Dave Stewart & Nena Explain Their Unlikely Musical Team-Up, Share 'Be My Rebel'

Nena + Dave Stewart
Kristian Schuller

Nena + Dave Stewart

Dave Stewart is used to large-scale projects, working by himself or with well-known friends such as the late Tom Petty, Stevie Nicks, Mick Jagger or members of the Beatles. "We end up writing or recording songs and it turns into an album or movie soundtrack or whatever," Stewart tells Billboard. He's not really a one-shot kind of guy, in other words.

But he's gone that route now with "Be My Rebel," a track he wrote and recorded with German singer Gabriele Susanne Kerner -- aka Nena of "99 Luftballons" fame -- that's out Friday (March 23). Check out "Be My Rebel" below (and grab it here).

Nena calls the collaboration "one of the absolute highlights of my life as a musician so far," and the song came from entirely casual circumstances. She was touring North America last summer, and mutual business friends recommended to Stewart that he meet with Nena when she was in Los Angeles to perhaps do some songwriting.

“Nena and Dave are both genius artists and songwriters," says Thomas Scherer, VP, Frontline Publishing, U.S. & International for BMG, who linked the two up. "They create art from an inner source of authenticity and inner space of love and silence. It’s beautiful, a place where they truly are…it was actually a no-brainer to connect them."

She showed up at his doorstep announcing "the Krauts are here!" -- with an entourage in tow.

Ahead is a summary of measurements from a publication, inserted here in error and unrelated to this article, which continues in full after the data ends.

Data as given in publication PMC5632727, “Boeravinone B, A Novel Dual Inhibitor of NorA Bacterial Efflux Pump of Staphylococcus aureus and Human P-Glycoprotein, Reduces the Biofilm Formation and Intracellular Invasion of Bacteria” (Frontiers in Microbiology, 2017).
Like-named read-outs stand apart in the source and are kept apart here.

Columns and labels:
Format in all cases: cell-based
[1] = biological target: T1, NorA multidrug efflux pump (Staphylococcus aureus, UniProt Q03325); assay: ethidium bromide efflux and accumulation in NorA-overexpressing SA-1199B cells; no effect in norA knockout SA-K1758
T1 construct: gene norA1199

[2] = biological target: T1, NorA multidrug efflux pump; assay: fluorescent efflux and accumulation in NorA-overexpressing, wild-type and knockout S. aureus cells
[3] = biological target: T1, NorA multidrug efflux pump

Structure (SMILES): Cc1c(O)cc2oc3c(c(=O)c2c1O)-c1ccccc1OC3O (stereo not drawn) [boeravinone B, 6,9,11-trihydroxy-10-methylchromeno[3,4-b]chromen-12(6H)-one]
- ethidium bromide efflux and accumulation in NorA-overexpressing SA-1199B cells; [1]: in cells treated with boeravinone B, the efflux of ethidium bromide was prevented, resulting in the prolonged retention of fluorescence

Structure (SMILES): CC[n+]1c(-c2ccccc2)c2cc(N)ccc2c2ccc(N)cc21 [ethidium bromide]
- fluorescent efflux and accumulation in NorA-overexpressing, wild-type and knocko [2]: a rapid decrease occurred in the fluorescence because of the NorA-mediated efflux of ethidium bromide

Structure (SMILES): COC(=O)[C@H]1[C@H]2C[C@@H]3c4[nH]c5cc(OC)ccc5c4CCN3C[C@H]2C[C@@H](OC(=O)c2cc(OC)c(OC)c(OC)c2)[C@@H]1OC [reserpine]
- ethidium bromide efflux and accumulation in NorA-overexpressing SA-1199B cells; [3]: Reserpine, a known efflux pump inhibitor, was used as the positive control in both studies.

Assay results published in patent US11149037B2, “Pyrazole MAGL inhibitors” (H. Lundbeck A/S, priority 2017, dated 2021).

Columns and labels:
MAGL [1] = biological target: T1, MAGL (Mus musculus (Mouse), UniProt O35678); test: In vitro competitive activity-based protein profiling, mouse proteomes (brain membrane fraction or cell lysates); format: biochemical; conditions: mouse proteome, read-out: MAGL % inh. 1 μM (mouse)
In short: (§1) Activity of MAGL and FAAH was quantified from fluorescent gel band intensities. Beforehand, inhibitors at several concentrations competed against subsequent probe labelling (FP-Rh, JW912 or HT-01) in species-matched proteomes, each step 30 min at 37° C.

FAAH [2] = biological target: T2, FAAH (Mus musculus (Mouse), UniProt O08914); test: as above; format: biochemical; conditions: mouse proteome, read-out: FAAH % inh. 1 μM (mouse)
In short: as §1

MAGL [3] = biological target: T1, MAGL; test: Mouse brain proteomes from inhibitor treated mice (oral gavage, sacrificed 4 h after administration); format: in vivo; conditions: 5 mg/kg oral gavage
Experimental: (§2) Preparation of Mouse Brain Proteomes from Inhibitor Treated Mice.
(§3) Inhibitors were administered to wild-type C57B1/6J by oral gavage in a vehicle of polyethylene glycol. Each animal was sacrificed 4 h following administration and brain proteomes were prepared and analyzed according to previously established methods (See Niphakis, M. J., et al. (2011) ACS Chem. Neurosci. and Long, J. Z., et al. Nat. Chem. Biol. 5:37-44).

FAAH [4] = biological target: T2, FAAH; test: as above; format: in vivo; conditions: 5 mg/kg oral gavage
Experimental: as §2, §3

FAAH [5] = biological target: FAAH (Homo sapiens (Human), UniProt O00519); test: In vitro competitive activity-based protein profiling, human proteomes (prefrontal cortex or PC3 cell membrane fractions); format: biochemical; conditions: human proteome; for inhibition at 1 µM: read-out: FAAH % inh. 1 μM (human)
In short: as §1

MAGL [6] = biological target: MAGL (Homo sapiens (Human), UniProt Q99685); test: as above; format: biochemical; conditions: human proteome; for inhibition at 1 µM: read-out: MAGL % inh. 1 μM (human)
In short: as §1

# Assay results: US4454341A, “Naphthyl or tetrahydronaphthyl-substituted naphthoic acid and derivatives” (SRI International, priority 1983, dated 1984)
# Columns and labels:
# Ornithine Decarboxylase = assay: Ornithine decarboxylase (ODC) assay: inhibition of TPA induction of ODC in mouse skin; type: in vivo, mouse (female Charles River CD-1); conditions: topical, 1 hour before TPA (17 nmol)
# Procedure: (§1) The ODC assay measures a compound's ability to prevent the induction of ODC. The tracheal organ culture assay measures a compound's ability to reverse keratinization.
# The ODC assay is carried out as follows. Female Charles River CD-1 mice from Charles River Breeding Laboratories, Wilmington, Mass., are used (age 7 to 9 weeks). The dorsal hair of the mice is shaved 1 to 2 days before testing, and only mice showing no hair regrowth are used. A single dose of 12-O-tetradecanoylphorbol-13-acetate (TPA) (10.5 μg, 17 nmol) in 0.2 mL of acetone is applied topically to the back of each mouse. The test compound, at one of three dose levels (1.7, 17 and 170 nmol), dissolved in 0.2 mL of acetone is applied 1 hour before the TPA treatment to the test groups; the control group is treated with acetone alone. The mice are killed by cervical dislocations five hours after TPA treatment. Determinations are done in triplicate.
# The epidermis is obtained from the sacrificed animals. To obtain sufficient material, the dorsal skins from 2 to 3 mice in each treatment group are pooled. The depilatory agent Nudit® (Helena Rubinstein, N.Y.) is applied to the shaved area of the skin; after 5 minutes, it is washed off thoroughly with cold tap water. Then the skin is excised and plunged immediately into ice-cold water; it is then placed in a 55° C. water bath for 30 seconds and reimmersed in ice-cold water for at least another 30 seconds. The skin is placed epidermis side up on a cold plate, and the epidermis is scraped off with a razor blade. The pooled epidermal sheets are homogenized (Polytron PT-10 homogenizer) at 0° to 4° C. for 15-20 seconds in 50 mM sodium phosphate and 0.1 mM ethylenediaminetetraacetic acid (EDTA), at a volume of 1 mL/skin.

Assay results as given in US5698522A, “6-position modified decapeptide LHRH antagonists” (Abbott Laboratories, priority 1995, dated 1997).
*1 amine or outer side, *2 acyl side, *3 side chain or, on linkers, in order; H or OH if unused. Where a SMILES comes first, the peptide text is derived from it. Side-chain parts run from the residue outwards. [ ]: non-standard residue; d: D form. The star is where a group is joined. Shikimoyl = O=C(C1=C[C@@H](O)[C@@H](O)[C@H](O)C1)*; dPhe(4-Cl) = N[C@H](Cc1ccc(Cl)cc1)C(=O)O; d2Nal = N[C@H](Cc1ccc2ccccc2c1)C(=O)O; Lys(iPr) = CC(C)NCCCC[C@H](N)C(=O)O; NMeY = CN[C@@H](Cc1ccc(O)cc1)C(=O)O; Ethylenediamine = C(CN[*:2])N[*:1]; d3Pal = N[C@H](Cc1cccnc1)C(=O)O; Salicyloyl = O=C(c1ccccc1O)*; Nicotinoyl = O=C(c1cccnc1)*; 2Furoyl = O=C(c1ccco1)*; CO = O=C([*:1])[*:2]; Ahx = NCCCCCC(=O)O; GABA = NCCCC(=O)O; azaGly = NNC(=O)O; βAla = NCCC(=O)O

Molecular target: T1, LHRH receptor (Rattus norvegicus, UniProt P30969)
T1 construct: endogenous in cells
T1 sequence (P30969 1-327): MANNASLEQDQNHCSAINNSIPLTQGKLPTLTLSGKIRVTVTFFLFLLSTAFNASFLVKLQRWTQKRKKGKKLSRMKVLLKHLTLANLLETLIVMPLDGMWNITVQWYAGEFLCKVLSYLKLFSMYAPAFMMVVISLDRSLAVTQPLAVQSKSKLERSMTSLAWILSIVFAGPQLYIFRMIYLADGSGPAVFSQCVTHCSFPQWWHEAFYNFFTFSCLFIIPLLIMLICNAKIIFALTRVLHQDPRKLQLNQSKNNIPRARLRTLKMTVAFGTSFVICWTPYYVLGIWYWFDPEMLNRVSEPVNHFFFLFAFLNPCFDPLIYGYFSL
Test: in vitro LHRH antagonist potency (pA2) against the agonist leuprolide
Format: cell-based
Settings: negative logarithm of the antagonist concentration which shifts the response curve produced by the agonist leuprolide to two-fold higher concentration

"She turned up at my gate with, like, all of her family, I think -- sons, daughters, husband, about nine people," Stewart recalls with a laugh. "We were going to sit and chat and possibly, if we go on, mess about with some music. So it was interesting." Stewart also had only a rudimentary amount of instruments and recording equipment around, as he was in the midst of moving his studio to a new location. "I suggested at one point that maybe the rest of the gang might want to go for coffee at the end of the street or something, 'cause it's quite hard with everybody being there to do an experiment or talk personally," Stewart says.

Once the family departed, however, he and Nena found their way into "Be My Rebel" fairly quickly. "Dave had this really cool guitar riff," she says, "and the words 'Be My Rebel' instantly just came to me. Four hours later, the song was as good as done." Stewart also inserted some flavors from German electronic music he and Annie Lennox were influenced by in the Eurythmics. "I said, 'Look, I think there's a great moment here where we can remind people of the electronic, deep sound and remind people about yourself and how you've always been a rebel," Stewart says. "So I came up with that kind of electronic riff and merged that into the song and she started singing, ad-libbing, and I picked up an electric guitar, distorted. Within a few minutes we were like, 'Oh, this is pretty good...'"

Nena later refined the lyrics with a cohort in Germany, explaining that, "'Be My Rebel' is a 'call on your own wild,' so to say, this wildness that's within us and that we often forget and sometimes like to forget, because it pushes us to go past our own comfort zones and dares us to try new things." Stewart subsequently flew to Germany to film a video for the track as well as to perform at a Nena tribute concert there.

"Be My Rebel" is currently the only thing Nena and Stewart have done together, but both see it as a first step towards more collaborating. "I totally see us meeting again and making new music together," Nena says, while Stewart adds, "I think so, yeah. That'd be good fun. When we're together we can't stop laughing. We're very good together."

They'll have to fit anything into Stewart's typically busy schedule, of course. He recently produced an EP for the British band Social Room and is working on a project that features "eight hours' worth of music to images." Stewart also has a pair of TV shows in the works -- Songland for NBC, which focuses on new songwriters, and One Song with Pulse Films and BMG, which will offer in-depth examinations of classic songs. "I suppose everything I'm doing just has to do with songs, really," he says.